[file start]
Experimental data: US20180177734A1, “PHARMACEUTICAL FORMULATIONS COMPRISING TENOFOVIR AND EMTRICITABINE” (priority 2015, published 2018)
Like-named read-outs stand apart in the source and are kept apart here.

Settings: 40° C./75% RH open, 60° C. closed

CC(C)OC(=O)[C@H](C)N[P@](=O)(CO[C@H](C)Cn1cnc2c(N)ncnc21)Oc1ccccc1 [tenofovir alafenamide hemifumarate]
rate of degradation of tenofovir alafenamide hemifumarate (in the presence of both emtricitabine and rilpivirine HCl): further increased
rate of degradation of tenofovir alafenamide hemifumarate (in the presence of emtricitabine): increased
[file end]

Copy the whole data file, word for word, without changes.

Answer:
Experimental data: US20180177734A1, “PHARMACEUTICAL FORMULATIONS COMPRISING TENOFOVIR AND EMTRICITABINE” (priority 2015, published 2018)
Like-named read-outs stand apart in the source and are kept apart here.

Settings: 40° C./75% RH open, 60° C. closed

CC(C)OC(=O)[C@H](C)N[P@](=O)(CO[C@H](C)Cn1cnc2c(N)ncnc21)Oc1ccccc1 [tenofovir alafenamide hemifumarate]
rate of degradation of tenofovir alafenamide hemifumarate (in the presence of both emtricitabine and rilpivirine HCl): further increased
rate of degradation of tenofovir alafenamide hemifumarate (in the presence of emtricitabine): increased